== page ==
Author: Jason Thompson
Artist: Victor Hao
Publisher: Del Rey
Release: January 19, 2010

Shesh Maccabee has a problem: He is addicted to World of Warfare, a computer RPG. After a full week in an internet cafe with no food or water, Shesh collapses. Fast forward a few months, Shesh is out of rehab for his gaming addiction and has just started college with his high school friend Mike. Looking for something to do, a dorm mate invites Shesh and Mike to a meeting of the Gaming Club where they meet Theodore Dudek. Theodore is running a game of Mages & Monsters. He wants to be the ultimate game master, and he’s looking for the ultimate role player. During the campaign, Shesh and his friends discover that his therapy didn’t break him of his gaming addiction; it only buried it deep in his subconscious, where it festered and grew. Now he suffers from a split personality. Shesh becomes his character in the most literal sense, and he refuses to lose! Theodore has found his ultimate player… If he can only help Shesh to control the gamer within.

The pacing of the story is not too fast, not to slow. You’ll need a good knowledge of RPGs, D&D, collectible card games, Renaissance Faires, 20-sided dice, LARPing and gaming culture in general to understand the subtle jokes and references used. And trust me there are very few panels that don’t include some gaming culture reference. Two of the chapters revolve around the local Comics & Games store, including a “fight” over who will be “Alpha” of the gaming community.


Being a gamer myself, I found it almost nostalgic to read as I used to be very much like Mike. Interested in video games and table-top RPGs, kinda awkward around the ladies (I got better), and friends with people who took their gaming waaaaaayyyyyyy to seriously. (I gamed with folks who thought they could do real magic and one who thought he was a werewolf. No I’m not joking) If you were a gamer in college, or are a regular at your comics and games store, you’re likely to identify with at least one of the characters. All the characters felt very real to me, as if the writer was basing his characters off of people he really knows. Which he just might have been.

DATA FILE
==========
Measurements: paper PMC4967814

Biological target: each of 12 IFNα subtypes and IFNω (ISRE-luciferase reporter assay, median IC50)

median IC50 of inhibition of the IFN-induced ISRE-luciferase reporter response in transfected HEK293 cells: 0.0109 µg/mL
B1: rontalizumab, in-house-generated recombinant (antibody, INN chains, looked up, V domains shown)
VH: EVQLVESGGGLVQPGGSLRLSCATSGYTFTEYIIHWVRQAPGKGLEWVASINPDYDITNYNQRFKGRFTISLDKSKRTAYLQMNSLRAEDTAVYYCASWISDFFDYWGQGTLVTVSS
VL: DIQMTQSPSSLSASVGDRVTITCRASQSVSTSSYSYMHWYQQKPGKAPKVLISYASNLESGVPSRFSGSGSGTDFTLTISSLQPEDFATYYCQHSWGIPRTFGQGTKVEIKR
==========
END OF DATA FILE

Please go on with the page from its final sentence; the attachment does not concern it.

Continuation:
The art style looks simple but hides little details that complete the scene. Shadows and shading consider the light source. All of the main characters and even most of the folks just standing in the background are given unique clothes, faces, and personalities; only the cops are really given a generic feel. The only complaint I have is that I feel that action lines were a bit overused (See the picture to the right).

The book is your run of the mill Trade Paperback. It’s printed on a middle quality paper stock – not the best, not the worst. The paper is thick enough that the ink doesn’t rub off on your fingers. Can’t really ask for much more without it being a Collectors Edition. There are a few 2 page panels that don’t line up correctly but it’s by such a small margin that you shouldn’t notice unless your specifically looking for it.

Overall it was quite a fun read, well worth it’s asking price and I can’t wait for the next volume.

Story: ★★★★★★★★★☆
Art: ★★★★★★★★☆☆
Characters: ★★★★★★★★★☆
Quality: ★★★★★★★★☆☆
Intangibles: ★★★★★★★★★★
Overall: ★★★★★★★★★☆

Yeah, they made a trailer for a Graphic Novel. I didn’t know they did that either. Check it out.

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